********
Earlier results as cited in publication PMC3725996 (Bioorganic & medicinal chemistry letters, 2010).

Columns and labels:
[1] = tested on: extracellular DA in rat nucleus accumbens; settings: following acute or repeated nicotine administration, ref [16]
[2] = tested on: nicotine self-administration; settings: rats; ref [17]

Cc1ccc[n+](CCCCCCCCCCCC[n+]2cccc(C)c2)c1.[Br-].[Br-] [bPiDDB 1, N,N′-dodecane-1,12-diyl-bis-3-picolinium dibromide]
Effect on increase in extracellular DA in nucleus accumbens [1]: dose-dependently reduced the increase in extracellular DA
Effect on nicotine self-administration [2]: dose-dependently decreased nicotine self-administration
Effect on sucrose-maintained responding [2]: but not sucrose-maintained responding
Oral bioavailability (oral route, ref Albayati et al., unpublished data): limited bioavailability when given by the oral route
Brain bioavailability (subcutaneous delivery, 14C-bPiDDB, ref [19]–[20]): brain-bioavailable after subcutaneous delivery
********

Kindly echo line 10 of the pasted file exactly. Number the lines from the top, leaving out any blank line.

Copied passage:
Brain bioavailability (subcutaneous delivery, 14C-bPiDDB, ref [19]–[20]): brain-bioavailable after subcutaneous delivery